College of Optometry student involvement
Optometry students participate in Phase I in the same way that all other students do. They participate in all aspects of the program and are equal members of the team. The first of the three sessions is the intraprofessional session, which is delivered by a College of Optometry faculty member who is also a practicing optometrist. She provides profession-specific background information for each case, focusing particular attention on the visual and ocular effects of the disease process. For example, in the obesity and diabetes case, information and resources regarding diabetic eye disease is shared. In the second and third sessions, optometry students participate as equal members of the small group interprofessional teams along with students from the other programs.
College of Optometry faculty involvement
Complementing the extensive student involvement in the IPE curriculum, all of the faculty members and administrators at the College of Optometry have been trained in IPE facilitation to support Phase I. Out of the entire College of Optometry faculty, 94% of faculty members have participated in at least one phase of the IPE curriculum. Development of facilitation skills is continuously supported, as exemplified by session briefings before each case and written facilitator information provided prior to each case session. In addition to facilitating for Phase I, College of Optometry faculty members also serve as case authors for Phase II, help design and evaluate case simulation sessions from Phase III (Photograph 2), and provide guidance for the development beyond Phase III.
Three optometry faculty members have additional responsibilities within the IPE curriculum as liaisons to the IPE department for the college. These faculty members act as representatives of the college and provide input on curriculum development, implementation and assessment. These faculty members lead the intraprofessional sessions for optometry students during Phases I and II and provide support for optometry students during Phase III. They also actively participate in the monthly IPE design team meetings with liaisons from the other colleges and IPE department faculty, and act as contacts for optometry students and faculty who are involved in each phase of the program. Another optometry faculty member, Dr. Jasmine Yumori, has a joint appointment between the College of Optometry and the IPE department. Within the IPE department Dr. Yumori serves as one of the Co-Directors of IPE Phases I and II at the university level.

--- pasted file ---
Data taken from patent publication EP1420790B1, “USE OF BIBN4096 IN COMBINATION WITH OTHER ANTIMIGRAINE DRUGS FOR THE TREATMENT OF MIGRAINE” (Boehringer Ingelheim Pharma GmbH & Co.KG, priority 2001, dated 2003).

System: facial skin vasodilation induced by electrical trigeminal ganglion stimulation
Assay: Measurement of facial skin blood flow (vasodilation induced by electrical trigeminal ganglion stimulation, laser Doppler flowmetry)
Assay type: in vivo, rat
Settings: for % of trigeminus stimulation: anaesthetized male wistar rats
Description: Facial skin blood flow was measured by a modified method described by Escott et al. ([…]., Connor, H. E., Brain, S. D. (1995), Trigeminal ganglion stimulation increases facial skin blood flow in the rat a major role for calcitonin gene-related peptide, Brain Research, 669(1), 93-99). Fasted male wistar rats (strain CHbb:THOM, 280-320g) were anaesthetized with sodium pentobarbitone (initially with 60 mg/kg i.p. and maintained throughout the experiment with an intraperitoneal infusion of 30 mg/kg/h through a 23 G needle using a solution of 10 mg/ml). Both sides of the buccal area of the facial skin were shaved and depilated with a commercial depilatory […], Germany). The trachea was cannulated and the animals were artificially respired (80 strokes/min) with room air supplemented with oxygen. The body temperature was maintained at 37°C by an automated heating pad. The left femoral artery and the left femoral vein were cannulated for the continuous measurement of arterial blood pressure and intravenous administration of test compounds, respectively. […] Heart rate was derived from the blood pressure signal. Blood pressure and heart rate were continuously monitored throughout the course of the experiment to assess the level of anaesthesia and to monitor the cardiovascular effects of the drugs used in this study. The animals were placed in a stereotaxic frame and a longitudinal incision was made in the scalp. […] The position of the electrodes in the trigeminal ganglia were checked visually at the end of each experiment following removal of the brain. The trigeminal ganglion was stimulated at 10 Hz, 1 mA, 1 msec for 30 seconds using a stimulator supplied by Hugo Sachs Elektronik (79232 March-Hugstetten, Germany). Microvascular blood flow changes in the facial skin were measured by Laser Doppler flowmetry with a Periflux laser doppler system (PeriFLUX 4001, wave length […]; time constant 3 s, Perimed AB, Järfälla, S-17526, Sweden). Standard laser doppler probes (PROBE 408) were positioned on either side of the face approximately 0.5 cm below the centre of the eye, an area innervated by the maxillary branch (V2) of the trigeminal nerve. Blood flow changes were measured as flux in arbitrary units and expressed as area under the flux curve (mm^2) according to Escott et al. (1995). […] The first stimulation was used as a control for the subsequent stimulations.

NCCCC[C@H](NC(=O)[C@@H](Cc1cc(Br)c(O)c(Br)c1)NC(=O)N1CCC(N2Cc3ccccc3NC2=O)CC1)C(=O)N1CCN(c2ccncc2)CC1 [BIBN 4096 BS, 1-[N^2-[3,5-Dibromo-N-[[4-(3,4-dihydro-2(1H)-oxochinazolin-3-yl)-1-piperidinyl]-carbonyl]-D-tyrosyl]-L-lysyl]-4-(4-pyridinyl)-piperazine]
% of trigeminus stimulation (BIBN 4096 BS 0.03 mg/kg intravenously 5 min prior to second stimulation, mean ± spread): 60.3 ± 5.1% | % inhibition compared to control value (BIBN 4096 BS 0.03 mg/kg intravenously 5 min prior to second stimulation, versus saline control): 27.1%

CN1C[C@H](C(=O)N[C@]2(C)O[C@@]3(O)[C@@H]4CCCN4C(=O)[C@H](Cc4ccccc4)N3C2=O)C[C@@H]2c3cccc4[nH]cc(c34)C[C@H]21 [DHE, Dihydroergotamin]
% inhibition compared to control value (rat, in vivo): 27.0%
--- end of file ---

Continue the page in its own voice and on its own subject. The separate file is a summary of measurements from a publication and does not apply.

In addition to providing an overview of IPE at Western University of Health Sciences and its relevance to optometry, we also investigated whether optometry students participating in Phase I of the IPE program during the 2013-2014 academic year acquired knowledge based on IPE competencies compared with students from other health professions.
In the IPE Phase 1 courses, students were evaluated in part by their performance on a multiple-choice question (MCQ) examination given at the start of the course and again at the end of the course (identical items). Taking both the pre- and post-course examinations was not mandatory; however, 86% (811 of 947) completed both.
A MCQ examination based on the Western University of Health Sciences IPE program competencies was constructed. The examination consisted of 30 multiple-choice questions split between the five competencies: Scope of Practice (primary focus of examination; 17 items), Communication (3 items), Collaboration (4 items), Team Skills (4 items) and One Health (2 items). The following MCQ types were used:
● A-type: Students are provided with a clinical scenario, lead-in questions and a list of possible responses with one correct answer.
● X-type: Students are provided with a short introductory stem and one or more correct answers.
Examination design was led by Dr. John Tegzes, Director of IPE at Western University of Health Sciences, and Dr. David Dickter, IPE Research Director at Western University of Health Sciences, with faculty members from all nine of the health professions colleges providing input and feedback on the examination.
Students individually completed the MCQ examination at the beginning of the course. Feedback was not provided to students after the pre-course examination since students also completed the same examination at the end of the course. Once students completed the post-course examination they were invited to individually discuss and receive feedback on the content.
Data were analyzed using IBM SPSS version 12.0 to conduct descriptive statistics (mean, standard deviation, range) and analytical statistics (paired and two-sample t-tests).
The MCQ examination was administered to all students enrolled in the Phase I courses of the IPE program during the 2013-2014 academic year at Western University of Health Sciences. A total of 811 students completed all items on both the pre-course and post-course MCQ examinations (85 from the College of Optometry and 726 from the other programs combined). Note that it was possible to pass the course without completing the examinations (e.g., students could remediate through other assignments).